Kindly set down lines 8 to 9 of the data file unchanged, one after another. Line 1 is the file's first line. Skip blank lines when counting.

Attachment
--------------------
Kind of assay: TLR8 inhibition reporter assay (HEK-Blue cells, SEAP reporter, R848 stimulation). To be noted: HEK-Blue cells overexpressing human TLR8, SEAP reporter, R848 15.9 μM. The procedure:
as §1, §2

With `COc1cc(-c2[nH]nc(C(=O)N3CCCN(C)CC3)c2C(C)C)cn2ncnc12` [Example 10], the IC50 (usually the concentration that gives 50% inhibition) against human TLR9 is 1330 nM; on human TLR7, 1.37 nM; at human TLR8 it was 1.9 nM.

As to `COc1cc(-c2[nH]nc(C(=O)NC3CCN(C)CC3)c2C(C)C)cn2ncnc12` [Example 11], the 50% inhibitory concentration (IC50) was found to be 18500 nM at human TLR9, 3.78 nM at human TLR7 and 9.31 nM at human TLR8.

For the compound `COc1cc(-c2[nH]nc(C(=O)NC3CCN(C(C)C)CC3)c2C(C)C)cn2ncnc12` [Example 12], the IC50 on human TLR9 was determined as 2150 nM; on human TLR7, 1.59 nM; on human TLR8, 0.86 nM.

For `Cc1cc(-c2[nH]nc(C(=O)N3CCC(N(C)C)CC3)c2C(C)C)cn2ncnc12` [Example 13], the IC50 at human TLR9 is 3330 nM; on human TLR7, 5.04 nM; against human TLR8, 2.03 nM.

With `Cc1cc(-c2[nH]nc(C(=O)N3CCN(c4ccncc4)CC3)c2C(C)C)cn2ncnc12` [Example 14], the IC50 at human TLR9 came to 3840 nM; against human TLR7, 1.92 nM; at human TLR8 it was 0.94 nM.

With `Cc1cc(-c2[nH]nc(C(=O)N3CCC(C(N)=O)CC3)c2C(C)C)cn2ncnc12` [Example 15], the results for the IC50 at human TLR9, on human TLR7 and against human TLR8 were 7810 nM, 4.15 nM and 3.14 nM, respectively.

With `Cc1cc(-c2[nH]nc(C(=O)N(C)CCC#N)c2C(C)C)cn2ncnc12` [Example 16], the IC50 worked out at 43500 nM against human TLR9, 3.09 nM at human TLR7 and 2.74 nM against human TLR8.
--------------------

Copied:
With `Cc1cc(-c2[nH]nc(C(=O)N3CCC(C(N)=O)CC3)c2C(C)C)cn2ncnc12` [Example 15], the results for the IC50 at human TLR9, on human TLR7 and against human TLR8 were 7810 nM, 4.15 nM and 3.14 nM, respectively.

With `Cc1cc(-c2[nH]nc(C(=O)N(C)CCC#N)c2C(C)C)cn2ncnc12` [Example 16], the IC50 worked out at 43500 nM against human TLR9, 3.09 nM at human TLR7 and 2.74 nM against human TLR8.